Here’s what’s new in bookstores this week:
•When Books Went to War: The Stories That Helped Us Win World War II
by Molly Guptill Manning (Houghton Mifflin Harcourt, $25) — The author (The Myth of Ephraim Tutt
) has written a book for history lovers and bibliophiles. It’s about an American movement to preserve the freedom to read while Nazi Germany was burning books deemed harmful. Millions of books were sent to the troops and “became symbols for democracy and freedom,” according to press materials. If you haven’t readA Tree Grows in Brooklyn
, it will move to the top of your reading list.
•Countdown to Zero Day: Stuxnet and the Launch of the World’s First Digital Weapon
by Kim Zetter (Crown, $25) — The author is an award-winning senior reporter forWired
, covering computer security, hackers and all things cybercrime-related. Told in the style of a techno-thriller, this is a true account of the Stuxnet virus, a James Bond-sounding digital cyber-weapon developed by the U.S. and Israel to sabotage Iran’s nuclear plans. It worked so well it may have changed the very definition of war. And revealed how vulnerable we are to these attacks.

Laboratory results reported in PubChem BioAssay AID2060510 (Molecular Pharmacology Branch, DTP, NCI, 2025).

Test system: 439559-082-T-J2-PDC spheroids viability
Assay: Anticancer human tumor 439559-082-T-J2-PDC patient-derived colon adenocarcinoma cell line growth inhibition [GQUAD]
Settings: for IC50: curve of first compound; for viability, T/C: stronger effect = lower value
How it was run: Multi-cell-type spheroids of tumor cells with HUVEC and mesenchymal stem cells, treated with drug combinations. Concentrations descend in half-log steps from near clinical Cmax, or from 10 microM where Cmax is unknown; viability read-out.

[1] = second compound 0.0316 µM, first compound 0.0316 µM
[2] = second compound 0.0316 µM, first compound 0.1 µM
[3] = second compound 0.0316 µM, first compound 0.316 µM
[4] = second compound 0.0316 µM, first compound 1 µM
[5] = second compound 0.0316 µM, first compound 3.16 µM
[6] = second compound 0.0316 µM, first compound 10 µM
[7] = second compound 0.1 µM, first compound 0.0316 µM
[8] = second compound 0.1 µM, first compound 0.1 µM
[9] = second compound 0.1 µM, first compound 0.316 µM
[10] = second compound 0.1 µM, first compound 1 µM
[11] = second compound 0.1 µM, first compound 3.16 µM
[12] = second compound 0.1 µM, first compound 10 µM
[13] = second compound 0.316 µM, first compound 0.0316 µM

•The Murder of Harriet Krohn
by Karin Fossum (Houghton Mifflin Harcourt, $24) — The award-winning author, dubbed Norway’s Queen of Crime, offers the seventh thriller in her Inspector Sejer series, translated to English for the first time and told from the killer’s perspective. Desperate Charlo Torp believes he has committed the perfect crime — robbing and murdering elderly Harriet Krohn in order to pay off extensive gambling debts and change his life. But Sejer, who always gets his man, is methodically building a case against Charlo and the chase is on.
— Celeste Williams